I should come clean here and admit that I'm a glutton for punishment when it comes to cities: many of my favourite places are those that don't instantly reveal their charms, the kind of place you either love or hate. I remember some 15 years ago a colleague at work almost spitting in indignation that anybody could possibly love that hot, noisy, rude city... Béziers. But I do.
Take a look at this link to Google maps: This is Place Garibaldi. Click on StreetView and do a 360' tturn on the spot. Remarkably unremarkable, it's in the heart of a commercial, predominantly Arab district - busy, noisy and dusty: a major arterial route through the centre of town. The narrow side streets have excellent small grocery shops that sell Raz-el-hanout and "maison" tagine spice mixes. Yum. But today we're not here for physical sustenance, rather something longer-lasting.
This is the doorway of 2 bis Pl. Garibaldi, Beziers (you can see it on the StreetView link above behind a large blue van that's in the foreground). Even an observant passer-by would spot very little to attract attention; and if such a passer-by were overtaken by curiosity and feel impelled to duck inside this particular doorway to see what he might find, he would discover an entrance hall like a hundred thousand others in French urban buildings, with an unremarkable staircase leading to appartments on the upper floors. Unless, that is, it was a Sunday or Holy Day.
On a Sunday or Holy Day our observer's eye would be led to an open pair of doors at the back of the entrance hall, leading into a large bright vestibule with a tell-tale statue of Saint Rita with votive candles lit before her at one end. If it was a Sunday or Holy Day he might also hear the pure strains of plainsong. Our traveller would have arrived at Chapelle Sainte-Rita: Bezier's best kept secret.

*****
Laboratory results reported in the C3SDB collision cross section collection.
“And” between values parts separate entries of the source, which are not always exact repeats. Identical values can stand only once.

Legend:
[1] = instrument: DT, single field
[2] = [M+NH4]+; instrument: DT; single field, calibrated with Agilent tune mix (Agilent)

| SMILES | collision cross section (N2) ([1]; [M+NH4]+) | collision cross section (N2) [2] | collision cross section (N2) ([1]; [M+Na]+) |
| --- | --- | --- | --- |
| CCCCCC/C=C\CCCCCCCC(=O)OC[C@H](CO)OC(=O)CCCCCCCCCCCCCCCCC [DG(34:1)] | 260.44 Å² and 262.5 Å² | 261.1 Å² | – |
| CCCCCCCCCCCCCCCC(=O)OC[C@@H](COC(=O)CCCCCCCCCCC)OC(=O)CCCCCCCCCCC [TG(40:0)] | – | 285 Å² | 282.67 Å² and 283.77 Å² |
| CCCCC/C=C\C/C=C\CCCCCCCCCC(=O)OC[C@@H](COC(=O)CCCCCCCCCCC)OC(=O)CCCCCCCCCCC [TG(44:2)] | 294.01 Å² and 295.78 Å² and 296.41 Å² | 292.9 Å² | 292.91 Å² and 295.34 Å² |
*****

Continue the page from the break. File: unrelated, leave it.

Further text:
For the past 12 years the Extraordinary Form of the Mass has been prayed here every Sunday morning and every Holy Day. The chapel is devoted to the EF. Years before the Motu Proprio, a traddie-friendly Bishop gave permission for the older form of the Mass to be said here on a regular basis, and a new parish was born. Strictly speaking, it's a "parish within a parish" as the Chapelle is attached to the parish church next to the Cathedral and many parishioners attend their daily Mass there in the Ordinary Form. But what a parish - probably the youngest, most dynamic parish that I can recall: at 41 I felt like an oldie! Large families, new families, teenagers, young couples in their 20s, lots of babies, and a fair sprinkling of older and elderly parishioners as well. I'm used to parishes that pray the Extraordinary Form being far more demographically healthy than the average parish, but this group was positively thriving. The Parish Priest appears to have boundless energy and is wonderfully orthodox, having been ordained in 2005 by the Institut du Christ-Roi Souverain Prêtre, and it is wonderful to see his relationship with both young and old. He also turns out to be a friend of our local Parish Priest (in France) with whom we get on very well - another advocate of the Benedictine reforms. As a family we were welcomed to the Chapelle Sainte-Rita community as though we were long lost parishioners, and instantly invited to events, our eldest son invited to serve the following Sunday. The choir is wonderful, the chapel acoustics lovely. Can you tell that we're delighted?